Negotiating with suppliers for equitable terms and making stocking and assortment decisions based on those terms is one of a bookseller’s, or any retailer’s, most important jobs. Suppliers get to decide the terms under which they are willing to sell to a retailer. It’s reciprocally the right of a retailer to determine whether the terms on offer are acceptable and to stock items accordingly. A retailer can feature a supplier’s items in its advertising and promotional circulars, “stack it high” in the front of the store, keep small quantities on hand in the back aisle, or not carry the item at all, and bookstores and other retailers do these every day. When we negotiate with suppliers, we are doing so on behalf of customers. Negotiating for acceptable terms is an essential business practice that is critical to keeping service and value high for customers in the medium and long term. –The Digital Reader

Smartphones drive ebook sales in India – Another article on the global interdependence of smartphone technology and digital reading. While developing markets still depend on smartphones for growth of digital book sales, the impact of ereading technologies on the digital book market is substantial – for markets in which Amazon is present, owning a Kindle means that someone will buy, on average, four times the number of books they otherwise would.

But the smartphone surge, and the availability of reading apps on them, are redrawing the book market. “Few in India would want to spend a minimum of Rs 7,000 on an e-reader and then pay money to buy e-books,” says Thomas Abraham, MD of Hachette India. “But now, with tablets and smartphones (that you bought anyway) having reading apps, we are seeing the beginnings of what might well be a big change. Last year we saw a quantum jump in sales,” he says.

Ditto for Flipkart, India’s biggest bookseller. Since their launch in November 2012 on the e-commerce site, e-books have seen an eight-fold growth. The growth got a huge boost last year in July when Flipkart launched multiple e-books reader apps with features that allowed access to any section of the book instantaneously, personalization, bookmarking of pages, highlighting text, taking notes, and reference to a dictionary while reading. They now even have a text-to-speech feature where the app reads out the book to you, useful when you are, say, driving, or for the visually challenged. –The Times of India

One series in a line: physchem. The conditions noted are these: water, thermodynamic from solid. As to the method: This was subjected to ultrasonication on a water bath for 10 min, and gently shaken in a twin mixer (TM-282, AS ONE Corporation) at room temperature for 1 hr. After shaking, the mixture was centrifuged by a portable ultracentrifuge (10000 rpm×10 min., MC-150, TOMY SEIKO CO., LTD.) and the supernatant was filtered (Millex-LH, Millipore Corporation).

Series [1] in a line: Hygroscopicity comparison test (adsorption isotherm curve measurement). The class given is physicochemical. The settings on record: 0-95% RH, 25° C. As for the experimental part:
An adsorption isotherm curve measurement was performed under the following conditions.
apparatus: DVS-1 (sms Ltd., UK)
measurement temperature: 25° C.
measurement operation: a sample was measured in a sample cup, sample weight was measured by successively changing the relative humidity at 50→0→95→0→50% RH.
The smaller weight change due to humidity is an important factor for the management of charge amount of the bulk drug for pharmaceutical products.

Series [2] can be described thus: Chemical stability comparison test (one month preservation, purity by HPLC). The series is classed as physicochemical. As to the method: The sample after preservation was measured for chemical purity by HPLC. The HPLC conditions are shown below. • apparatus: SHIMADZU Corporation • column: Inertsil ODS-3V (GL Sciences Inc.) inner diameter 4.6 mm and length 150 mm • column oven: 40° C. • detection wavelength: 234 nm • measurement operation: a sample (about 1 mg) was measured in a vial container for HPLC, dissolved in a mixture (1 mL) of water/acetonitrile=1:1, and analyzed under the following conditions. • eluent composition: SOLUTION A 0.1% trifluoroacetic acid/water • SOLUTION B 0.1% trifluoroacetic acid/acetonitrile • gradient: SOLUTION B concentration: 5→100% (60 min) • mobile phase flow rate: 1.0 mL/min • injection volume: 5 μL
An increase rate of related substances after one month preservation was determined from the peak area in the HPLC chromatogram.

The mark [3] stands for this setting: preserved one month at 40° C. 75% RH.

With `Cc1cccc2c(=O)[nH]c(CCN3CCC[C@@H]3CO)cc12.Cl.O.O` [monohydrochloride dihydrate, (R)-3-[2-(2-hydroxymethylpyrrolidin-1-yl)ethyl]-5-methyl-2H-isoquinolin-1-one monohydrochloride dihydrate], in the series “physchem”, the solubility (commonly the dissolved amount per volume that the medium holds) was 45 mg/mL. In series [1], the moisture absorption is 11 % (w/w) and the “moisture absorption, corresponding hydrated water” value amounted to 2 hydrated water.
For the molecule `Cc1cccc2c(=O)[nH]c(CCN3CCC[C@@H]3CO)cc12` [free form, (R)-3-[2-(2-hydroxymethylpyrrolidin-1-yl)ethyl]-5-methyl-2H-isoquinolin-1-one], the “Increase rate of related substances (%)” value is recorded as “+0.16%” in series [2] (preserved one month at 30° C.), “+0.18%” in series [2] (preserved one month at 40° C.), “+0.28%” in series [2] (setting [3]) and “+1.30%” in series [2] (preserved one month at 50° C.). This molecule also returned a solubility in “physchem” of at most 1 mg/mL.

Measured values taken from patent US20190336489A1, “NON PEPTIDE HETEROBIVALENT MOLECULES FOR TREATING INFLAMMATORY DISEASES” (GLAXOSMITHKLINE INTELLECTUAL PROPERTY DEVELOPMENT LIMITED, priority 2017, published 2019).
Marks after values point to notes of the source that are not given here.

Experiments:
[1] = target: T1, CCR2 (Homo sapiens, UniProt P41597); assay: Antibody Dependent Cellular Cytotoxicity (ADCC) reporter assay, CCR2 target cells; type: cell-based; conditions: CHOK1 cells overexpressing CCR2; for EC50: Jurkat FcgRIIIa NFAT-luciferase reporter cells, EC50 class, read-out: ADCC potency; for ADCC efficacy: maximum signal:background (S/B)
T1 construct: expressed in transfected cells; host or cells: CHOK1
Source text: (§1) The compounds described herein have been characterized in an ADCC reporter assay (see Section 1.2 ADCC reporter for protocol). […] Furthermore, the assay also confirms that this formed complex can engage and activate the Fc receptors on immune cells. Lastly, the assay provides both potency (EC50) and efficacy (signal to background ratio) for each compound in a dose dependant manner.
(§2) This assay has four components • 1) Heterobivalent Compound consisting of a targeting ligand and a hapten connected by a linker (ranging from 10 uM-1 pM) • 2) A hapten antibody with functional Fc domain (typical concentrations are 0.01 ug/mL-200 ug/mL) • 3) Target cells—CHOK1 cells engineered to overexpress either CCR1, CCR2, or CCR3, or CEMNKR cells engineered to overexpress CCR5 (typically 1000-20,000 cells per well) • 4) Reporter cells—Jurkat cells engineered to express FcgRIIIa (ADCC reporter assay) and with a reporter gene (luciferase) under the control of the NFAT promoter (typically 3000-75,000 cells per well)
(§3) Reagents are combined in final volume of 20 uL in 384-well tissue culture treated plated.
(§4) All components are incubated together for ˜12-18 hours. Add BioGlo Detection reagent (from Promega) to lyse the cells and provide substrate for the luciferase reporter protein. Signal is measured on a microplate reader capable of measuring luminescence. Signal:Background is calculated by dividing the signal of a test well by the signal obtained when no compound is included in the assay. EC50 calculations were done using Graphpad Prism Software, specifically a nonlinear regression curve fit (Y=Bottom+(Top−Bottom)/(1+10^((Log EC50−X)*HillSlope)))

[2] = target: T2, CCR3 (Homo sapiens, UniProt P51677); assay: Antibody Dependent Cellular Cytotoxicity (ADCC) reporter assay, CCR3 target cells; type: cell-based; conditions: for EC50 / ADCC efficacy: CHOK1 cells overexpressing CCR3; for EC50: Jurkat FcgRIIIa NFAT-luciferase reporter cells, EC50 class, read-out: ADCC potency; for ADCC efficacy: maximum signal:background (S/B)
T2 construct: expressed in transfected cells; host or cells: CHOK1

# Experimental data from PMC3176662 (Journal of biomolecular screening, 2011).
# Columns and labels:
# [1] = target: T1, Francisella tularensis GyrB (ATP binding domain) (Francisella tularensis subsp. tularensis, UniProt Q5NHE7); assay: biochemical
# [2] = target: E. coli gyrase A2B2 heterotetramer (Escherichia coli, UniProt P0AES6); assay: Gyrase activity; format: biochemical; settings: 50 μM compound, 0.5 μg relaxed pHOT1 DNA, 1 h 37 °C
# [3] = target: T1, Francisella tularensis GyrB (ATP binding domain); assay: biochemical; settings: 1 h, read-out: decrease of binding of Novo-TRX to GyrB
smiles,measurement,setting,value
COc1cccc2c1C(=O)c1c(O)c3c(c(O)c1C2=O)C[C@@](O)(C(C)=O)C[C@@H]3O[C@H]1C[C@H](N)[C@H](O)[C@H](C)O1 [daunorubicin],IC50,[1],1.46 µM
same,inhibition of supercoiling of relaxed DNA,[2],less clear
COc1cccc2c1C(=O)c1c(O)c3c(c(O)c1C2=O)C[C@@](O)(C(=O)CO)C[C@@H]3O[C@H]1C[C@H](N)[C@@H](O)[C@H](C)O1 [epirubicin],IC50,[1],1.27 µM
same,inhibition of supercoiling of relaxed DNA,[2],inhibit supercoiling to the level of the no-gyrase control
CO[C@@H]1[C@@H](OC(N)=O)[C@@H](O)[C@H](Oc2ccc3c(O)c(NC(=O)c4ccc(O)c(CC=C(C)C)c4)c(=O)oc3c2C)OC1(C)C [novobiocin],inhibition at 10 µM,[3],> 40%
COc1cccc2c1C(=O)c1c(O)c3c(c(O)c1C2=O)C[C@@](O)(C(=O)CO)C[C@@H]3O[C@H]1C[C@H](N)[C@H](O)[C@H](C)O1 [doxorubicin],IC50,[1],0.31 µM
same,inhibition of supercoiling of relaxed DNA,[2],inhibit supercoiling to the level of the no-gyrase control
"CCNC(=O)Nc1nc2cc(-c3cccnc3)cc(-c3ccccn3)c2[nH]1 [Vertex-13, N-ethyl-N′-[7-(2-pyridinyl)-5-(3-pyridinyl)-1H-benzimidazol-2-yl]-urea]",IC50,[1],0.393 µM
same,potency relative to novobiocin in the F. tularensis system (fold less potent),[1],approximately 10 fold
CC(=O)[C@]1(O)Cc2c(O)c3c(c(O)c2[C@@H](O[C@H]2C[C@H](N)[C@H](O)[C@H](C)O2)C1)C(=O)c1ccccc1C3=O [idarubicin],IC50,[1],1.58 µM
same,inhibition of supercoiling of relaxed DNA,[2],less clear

Did Dr. Dre kill the Apple-Beats deal with his drunken video selfie? – So Dr. Dre and Tyrese Gibson made a video in early May, announcing the sale of Beats headphones to Apple and the fact that the deal would make Dr. Dre “the first billionaire in rap.” That video, which was also apparently fueled by a fair number of Heineken beers, has in turn fueled speculation that Apple has pulled back from the deal, due to the likely unauthorized public representation of the deal. Hmmm.

Not only was it inconsistent with Apple’s famously secretive product launches and buttoned-up corporate image, but Dr. Dre was almost certainly subject to a non-disclosure agreement which he blasted to hell with video, disclosing the deal to the entire internet and dropping a few “motherfuckers” to boot. –Death and Taxes

Seth Rogen Is Not A Victim Of The Santa Barbara Killings – I’m not a big fan of the argument that books and movies influence people’s behavior in any substantial way, especially when that behavior is extreme and extremely anti-social. I think the relationship between culture/media and individuals is complex and multilayered, and that it’s not a simple matter of irrelevance v effect. Still, I think this article makes some really good points about how Seth Rogen and Judd Apatow (in whom I’m REALLY disappointed) missed a huge point, and a major opportunity to be part of a necessary social awakening about the diseased thinking that misogyny represents, instead of the self-centered defensiveness that is so very much a part of the problem.

To quote Hornaday: “For generations, mass entertainment has been overwhelmingly controlled by white men, whose escapist fantasies so often revolve around vigilantism and sexual wish-fulfillment (often, if not always, featuring a steady through-line of casual misogyny).”

This is the point at the heart of the op-ed that really matters. Neighbors is just referenced as the latest in a long, long line of movies in which men are granted what they desire, always and without question, even if what they desire is not a what, but a who. –Think Progress